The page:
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Obama administration declassifies three documents of NSA phone surveillance program


08:27, August 01, 2013

WASHINGTON, July 31 (Xinhua) -- The Obama administration on Wednesday declassified three documents to give some broad details to the National Security Agency's phone surveillance program, before Senators grilled intelligence officials about the program in a hearing.

The sweeping phone surveillance program is one of the two secret surveillance programs revealed by former government contractor Edward Snowden in June, which have been under fire ever since.

U.S. Director of National Intelligence James Clapper on Wednesday authorized the declassification and public release of three documents that outline the limits, oversight and utility of the surveillance program which have collected phone call records within the United States.

According to a statement by the office of National Intelligence, Clapper has determined that "the release of these documents is in the public interest."

The newly declassified documents include a Foreign Intelligence Surveillance Act (FISA) Court order to an unnamed company, requiring it to produce "all call detail records" on an "ongoing daily basis."

The records include phone numbers, call times and duration, but without contents of the conversation.

The court order allowed only authorized NSA officials to access the phone data, and allowed the program to store data for five years.

Another declassified document, a letter written in 2009 concerning the Patriot Act reauthorization to the House Intelligence Committee, tried to indicate that these surveillance programs could play an important role in counter-terrorism efforts.

"Prior to the attacks of 9/11, the National Security Agency intercepted and transcribed seven calls from hijacker Khalid al- Mihdhar to a facility associated with an al-Qaeda safe house in Yemen. However, NSA's access point overseas did not provide the technical data indicating the location from where al-Mihdhar was calling. Lacking the originating phone number, NSA analysts concluded that al-Mihdhar was overseas. In fact, al-Mihdhar was calling from San Diego, California."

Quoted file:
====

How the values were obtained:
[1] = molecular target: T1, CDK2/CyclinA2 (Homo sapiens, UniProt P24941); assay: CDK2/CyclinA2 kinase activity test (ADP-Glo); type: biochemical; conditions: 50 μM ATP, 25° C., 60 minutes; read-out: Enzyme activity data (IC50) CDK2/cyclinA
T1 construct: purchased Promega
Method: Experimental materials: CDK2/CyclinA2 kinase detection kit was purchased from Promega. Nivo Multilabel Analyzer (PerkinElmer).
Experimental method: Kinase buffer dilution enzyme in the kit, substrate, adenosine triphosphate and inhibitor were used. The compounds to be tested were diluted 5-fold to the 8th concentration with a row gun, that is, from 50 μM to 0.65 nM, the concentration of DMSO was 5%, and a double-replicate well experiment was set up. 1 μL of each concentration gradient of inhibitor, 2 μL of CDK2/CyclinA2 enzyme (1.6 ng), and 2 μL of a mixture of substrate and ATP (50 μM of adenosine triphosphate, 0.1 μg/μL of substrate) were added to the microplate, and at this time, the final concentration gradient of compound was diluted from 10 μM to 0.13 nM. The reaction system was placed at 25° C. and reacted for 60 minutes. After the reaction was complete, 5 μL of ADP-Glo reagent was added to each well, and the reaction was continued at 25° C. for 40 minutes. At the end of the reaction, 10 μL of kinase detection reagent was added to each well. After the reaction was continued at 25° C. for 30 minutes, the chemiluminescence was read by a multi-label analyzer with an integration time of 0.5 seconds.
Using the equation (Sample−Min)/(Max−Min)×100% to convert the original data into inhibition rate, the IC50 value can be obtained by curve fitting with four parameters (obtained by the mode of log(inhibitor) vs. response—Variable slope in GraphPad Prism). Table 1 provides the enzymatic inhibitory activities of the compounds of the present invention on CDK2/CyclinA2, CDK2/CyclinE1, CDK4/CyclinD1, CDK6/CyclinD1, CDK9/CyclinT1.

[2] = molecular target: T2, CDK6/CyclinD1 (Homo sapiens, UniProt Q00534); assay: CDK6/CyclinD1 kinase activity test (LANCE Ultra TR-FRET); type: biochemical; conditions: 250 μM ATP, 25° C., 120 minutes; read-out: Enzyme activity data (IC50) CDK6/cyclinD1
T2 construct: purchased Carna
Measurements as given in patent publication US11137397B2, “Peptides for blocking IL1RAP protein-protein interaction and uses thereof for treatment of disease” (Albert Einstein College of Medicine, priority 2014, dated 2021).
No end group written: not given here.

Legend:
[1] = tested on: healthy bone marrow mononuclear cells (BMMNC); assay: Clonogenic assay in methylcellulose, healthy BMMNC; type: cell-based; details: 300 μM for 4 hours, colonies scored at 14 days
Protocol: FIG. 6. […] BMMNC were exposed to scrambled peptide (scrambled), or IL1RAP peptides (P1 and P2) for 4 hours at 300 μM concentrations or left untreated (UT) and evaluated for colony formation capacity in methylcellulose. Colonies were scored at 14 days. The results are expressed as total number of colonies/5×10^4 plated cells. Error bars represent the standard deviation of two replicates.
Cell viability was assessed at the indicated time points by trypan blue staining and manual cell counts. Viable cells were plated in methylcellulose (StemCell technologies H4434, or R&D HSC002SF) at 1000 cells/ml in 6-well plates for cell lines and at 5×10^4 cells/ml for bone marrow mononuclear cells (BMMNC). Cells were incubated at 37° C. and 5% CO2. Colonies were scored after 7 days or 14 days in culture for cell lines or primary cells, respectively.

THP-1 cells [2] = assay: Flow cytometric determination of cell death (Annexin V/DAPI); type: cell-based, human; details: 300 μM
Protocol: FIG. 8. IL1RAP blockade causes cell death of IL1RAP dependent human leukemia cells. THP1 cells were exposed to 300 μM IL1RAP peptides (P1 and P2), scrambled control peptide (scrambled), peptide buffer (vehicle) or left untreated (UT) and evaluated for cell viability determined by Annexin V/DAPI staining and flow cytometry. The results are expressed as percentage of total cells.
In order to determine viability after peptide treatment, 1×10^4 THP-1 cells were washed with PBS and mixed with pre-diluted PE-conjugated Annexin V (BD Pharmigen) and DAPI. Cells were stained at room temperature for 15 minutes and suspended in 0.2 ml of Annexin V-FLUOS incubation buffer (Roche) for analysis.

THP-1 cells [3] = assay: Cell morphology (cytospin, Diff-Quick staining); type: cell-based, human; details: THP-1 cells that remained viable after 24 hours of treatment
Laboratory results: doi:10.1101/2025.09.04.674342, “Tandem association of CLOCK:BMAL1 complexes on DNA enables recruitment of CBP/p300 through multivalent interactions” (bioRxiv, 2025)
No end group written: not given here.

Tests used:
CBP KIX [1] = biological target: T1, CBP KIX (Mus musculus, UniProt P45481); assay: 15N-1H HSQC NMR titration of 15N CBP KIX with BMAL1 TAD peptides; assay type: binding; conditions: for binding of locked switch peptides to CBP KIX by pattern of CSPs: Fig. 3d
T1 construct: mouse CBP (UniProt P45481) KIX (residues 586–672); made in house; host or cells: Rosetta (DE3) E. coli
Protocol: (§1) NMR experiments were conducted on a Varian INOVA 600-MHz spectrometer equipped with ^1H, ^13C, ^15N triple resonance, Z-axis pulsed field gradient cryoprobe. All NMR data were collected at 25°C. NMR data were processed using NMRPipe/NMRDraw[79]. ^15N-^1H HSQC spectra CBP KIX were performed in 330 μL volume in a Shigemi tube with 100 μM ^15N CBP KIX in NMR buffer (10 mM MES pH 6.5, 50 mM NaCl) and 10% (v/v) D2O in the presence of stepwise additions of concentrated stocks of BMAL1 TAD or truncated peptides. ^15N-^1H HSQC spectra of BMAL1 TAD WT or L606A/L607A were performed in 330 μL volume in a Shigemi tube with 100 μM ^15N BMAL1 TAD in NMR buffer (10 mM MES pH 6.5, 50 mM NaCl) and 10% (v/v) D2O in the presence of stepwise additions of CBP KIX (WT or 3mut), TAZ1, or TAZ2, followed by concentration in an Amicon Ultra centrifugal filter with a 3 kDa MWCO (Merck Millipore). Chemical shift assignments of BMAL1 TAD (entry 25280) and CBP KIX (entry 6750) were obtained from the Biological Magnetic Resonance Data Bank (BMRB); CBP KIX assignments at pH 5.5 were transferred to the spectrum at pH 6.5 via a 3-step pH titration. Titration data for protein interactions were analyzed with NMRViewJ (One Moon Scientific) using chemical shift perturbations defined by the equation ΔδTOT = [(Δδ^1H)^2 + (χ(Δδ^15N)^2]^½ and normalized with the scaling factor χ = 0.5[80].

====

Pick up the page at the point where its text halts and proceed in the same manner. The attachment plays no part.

The declassification of three documents came the same day as the Senate Judiciary Committee held a hearing over the phone calls scooping program.

Officials of the Obama administration and the intelligence community have repeatedly defended the surveillance programs by emphasizing that they have been a useful counter-terrorism tool.

However, several lawmakers remained skeptical about the utility of the phone surveillance program during Wednesday's hearing.

Senator Patrick Leahy, chairman of the Senate Judiciary Committee, said that he was not convinced that the telephone metadata program has been critical to the effort to disrupt terrorist plots.

"I think Congress has to carefully consider the powerful surveillance tools that we granted the government. We have to ensure that there is stringent oversight, accountability and transparency," said Leahy.

Senator Dianne Feinstein, who chairs the Senate Intelligence Committee, said she supported the phone surveillance program but added "that doesn't mean that we can't make some changes."

She and other lawmakers also floated some idea of changes to the phone surveillance program, including reducing the five-year retention period that the intelligence community could keep the phone records in its database and limiting the scope of the metadata collection.

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